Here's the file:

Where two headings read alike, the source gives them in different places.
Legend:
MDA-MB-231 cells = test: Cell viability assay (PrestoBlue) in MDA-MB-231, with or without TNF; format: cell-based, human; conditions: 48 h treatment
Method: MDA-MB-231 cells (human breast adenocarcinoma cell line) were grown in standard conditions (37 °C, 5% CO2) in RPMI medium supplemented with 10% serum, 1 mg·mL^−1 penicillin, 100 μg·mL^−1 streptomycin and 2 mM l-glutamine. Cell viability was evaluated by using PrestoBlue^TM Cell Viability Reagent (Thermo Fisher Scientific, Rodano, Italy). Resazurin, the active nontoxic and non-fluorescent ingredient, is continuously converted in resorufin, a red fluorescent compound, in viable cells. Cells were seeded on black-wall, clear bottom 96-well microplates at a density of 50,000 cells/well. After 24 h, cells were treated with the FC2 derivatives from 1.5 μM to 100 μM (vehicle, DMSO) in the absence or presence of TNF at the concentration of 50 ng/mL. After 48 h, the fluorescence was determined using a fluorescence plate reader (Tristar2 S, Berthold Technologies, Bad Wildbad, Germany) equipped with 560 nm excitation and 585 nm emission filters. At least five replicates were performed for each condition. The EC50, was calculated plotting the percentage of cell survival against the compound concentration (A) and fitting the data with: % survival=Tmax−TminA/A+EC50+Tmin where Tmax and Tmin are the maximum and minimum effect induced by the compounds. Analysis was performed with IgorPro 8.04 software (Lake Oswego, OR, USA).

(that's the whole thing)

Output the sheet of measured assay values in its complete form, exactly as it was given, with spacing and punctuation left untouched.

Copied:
Where two headings read alike, the source gives them in different places.
Legend:
MDA-MB-231 cells = test: Cell viability assay (PrestoBlue) in MDA-MB-231, with or without TNF; format: cell-based, human; conditions: 48 h treatment
Method: MDA-MB-231 cells (human breast adenocarcinoma cell line) were grown in standard conditions (37 °C, 5% CO2) in RPMI medium supplemented with 10% serum, 1 mg·mL^−1 penicillin, 100 μg·mL^−1 streptomycin and 2 mM l-glutamine. Cell viability was evaluated by using PrestoBlue^TM Cell Viability Reagent (Thermo Fisher Scientific, Rodano, Italy). Resazurin, the active nontoxic and non-fluorescent ingredient, is continuously converted in resorufin, a red fluorescent compound, in viable cells. Cells were seeded on black-wall, clear bottom 96-well microplates at a density of 50,000 cells/well. After 24 h, cells were treated with the FC2 derivatives from 1.5 μM to 100 μM (vehicle, DMSO) in the absence or presence of TNF at the concentration of 50 ng/mL. After 48 h, the fluorescence was determined using a fluorescence plate reader (Tristar2 S, Berthold Technologies, Bad Wildbad, Germany) equipped with 560 nm excitation and 585 nm emission filters. At least five replicates were performed for each condition. The EC50, was calculated plotting the percentage of cell survival against the compound concentration (A) and fitting the data with: % survival=Tmax−TminA/A+EC50+Tmin where Tmax and Tmin are the maximum and minimum effect induced by the compounds. Analysis was performed with IgorPro 8.04 software (Lake Oswego, OR, USA).